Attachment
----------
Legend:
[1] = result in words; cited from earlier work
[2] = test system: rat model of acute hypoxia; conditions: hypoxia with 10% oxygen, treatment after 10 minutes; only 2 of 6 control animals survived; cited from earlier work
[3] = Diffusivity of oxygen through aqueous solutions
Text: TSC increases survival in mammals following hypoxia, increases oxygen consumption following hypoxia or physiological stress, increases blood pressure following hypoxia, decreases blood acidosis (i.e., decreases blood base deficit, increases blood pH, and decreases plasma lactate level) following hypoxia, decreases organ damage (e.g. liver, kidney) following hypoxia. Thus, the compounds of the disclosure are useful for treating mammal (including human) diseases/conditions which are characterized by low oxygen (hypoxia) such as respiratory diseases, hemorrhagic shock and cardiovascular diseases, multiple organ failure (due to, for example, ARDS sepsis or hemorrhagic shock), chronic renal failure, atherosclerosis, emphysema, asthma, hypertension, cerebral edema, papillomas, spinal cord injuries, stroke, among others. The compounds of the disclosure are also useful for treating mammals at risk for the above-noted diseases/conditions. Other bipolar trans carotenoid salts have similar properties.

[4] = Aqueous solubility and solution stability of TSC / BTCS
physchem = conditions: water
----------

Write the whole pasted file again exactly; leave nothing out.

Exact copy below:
Legend:
[1] = result in words; cited from earlier work
[2] = test system: rat model of acute hypoxia; conditions: hypoxia with 10% oxygen, treatment after 10 minutes; only 2 of 6 control animals survived; cited from earlier work
[3] = Diffusivity of oxygen through aqueous solutions
Text: TSC increases survival in mammals following hypoxia, increases oxygen consumption following hypoxia or physiological stress, increases blood pressure following hypoxia, decreases blood acidosis (i.e., decreases blood base deficit, increases blood pH, and decreases plasma lactate level) following hypoxia, decreases organ damage (e.g. liver, kidney) following hypoxia. Thus, the compounds of the disclosure are useful for treating mammal (including human) diseases/conditions which are characterized by low oxygen (hypoxia) such as respiratory diseases, hemorrhagic shock and cardiovascular diseases, multiple organ failure (due to, for example, ARDS sepsis or hemorrhagic shock), chronic renal failure, atherosclerosis, emphysema, asthma, hypertension, cerebral edema, papillomas, spinal cord injuries, stroke, among others. The compounds of the disclosure are also useful for treating mammals at risk for the above-noted diseases/conditions. Other bipolar trans carotenoid salts have similar properties.

[4] = Aqueous solubility and solution stability of TSC / BTCS
physchem = conditions: water